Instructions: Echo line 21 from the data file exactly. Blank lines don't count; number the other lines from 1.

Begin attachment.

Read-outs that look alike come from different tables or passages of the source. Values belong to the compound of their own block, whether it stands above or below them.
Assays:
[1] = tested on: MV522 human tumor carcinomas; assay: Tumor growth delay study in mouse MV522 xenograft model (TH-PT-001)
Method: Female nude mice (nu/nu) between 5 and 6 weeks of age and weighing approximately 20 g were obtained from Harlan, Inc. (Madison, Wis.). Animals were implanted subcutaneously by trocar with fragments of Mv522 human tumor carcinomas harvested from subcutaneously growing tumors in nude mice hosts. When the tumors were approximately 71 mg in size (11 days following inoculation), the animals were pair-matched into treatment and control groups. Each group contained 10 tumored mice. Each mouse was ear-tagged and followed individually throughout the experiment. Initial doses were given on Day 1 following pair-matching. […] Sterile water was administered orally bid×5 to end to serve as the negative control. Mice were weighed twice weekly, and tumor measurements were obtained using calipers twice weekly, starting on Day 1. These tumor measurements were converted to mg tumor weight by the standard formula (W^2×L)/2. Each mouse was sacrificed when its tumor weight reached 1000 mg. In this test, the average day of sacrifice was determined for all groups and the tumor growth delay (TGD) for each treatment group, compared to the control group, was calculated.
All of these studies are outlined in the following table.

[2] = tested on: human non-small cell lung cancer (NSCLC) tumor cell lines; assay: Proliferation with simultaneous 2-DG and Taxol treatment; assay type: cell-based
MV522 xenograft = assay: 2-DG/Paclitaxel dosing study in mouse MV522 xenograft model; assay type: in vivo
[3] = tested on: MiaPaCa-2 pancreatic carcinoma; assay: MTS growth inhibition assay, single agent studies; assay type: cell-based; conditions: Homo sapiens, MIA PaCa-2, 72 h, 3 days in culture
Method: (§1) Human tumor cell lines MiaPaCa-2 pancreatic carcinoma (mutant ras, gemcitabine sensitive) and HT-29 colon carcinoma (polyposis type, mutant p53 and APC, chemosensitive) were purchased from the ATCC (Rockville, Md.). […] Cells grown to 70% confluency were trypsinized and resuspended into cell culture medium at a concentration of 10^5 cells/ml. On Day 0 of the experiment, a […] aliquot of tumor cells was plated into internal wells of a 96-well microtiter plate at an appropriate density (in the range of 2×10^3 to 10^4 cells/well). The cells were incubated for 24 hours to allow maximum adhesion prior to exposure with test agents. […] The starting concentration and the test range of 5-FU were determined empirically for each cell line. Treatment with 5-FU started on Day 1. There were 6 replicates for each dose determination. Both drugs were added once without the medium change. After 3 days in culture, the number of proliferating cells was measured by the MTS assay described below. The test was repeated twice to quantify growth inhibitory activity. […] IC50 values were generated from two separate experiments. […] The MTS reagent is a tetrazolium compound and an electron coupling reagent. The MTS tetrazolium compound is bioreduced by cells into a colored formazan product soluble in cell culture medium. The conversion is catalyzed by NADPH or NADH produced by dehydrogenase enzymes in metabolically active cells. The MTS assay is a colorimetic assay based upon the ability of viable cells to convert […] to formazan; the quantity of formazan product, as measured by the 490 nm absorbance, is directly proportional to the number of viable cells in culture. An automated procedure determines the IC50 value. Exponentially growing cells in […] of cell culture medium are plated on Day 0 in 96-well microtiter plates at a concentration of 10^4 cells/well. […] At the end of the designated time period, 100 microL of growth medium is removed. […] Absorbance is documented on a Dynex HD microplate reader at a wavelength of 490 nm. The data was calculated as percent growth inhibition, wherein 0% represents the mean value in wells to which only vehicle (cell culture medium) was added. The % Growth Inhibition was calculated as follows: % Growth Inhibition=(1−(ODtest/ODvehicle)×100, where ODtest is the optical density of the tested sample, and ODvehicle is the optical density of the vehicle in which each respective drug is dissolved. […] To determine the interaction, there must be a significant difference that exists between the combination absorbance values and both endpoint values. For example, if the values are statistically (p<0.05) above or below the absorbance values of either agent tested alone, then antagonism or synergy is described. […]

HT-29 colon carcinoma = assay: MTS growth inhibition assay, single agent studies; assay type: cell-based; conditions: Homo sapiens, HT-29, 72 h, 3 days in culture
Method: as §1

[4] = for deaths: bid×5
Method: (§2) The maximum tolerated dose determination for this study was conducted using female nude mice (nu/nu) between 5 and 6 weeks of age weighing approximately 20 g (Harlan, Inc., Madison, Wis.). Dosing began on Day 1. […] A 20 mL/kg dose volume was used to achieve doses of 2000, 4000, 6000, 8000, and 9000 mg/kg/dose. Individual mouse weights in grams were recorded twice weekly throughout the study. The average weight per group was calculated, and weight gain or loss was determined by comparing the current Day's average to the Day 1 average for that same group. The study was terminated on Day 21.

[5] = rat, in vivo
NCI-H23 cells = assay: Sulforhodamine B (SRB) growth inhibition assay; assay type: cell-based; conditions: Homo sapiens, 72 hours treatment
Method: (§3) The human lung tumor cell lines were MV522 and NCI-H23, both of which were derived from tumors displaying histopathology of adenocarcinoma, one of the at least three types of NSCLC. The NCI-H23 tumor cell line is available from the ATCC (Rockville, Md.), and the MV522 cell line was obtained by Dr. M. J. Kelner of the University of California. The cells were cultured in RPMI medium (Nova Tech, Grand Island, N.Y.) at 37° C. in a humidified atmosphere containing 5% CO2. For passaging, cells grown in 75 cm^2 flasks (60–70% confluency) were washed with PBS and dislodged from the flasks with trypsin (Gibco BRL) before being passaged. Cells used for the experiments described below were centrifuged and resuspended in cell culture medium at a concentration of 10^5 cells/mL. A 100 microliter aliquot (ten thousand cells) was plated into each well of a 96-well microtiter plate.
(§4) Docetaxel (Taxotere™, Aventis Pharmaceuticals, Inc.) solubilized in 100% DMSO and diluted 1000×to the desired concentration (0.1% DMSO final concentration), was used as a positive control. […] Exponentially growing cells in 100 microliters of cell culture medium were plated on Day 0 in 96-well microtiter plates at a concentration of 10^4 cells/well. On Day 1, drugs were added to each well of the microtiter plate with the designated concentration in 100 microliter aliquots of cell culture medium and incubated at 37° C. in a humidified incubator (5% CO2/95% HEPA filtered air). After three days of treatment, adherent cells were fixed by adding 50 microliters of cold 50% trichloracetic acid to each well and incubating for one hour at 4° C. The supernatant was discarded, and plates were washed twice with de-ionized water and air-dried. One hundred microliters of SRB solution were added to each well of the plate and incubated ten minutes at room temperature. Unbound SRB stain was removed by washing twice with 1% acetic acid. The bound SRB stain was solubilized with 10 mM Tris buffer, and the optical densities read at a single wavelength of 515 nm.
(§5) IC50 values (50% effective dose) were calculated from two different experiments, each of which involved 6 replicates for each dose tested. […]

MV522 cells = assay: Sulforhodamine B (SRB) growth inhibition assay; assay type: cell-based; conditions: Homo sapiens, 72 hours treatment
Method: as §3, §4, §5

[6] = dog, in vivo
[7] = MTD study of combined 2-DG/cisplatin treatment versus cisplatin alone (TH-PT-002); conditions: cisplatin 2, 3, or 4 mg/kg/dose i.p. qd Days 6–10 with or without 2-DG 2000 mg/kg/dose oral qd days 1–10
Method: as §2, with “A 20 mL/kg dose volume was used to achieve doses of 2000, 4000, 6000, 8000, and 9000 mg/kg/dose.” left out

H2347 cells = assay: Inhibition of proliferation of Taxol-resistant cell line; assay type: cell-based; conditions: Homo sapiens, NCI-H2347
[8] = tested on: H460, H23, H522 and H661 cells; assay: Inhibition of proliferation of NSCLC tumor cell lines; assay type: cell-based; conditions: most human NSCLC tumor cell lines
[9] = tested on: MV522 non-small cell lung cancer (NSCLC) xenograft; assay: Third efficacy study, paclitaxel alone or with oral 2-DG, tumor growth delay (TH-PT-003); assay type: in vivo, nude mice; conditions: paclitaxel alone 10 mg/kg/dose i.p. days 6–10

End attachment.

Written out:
[6] = dog, in vivo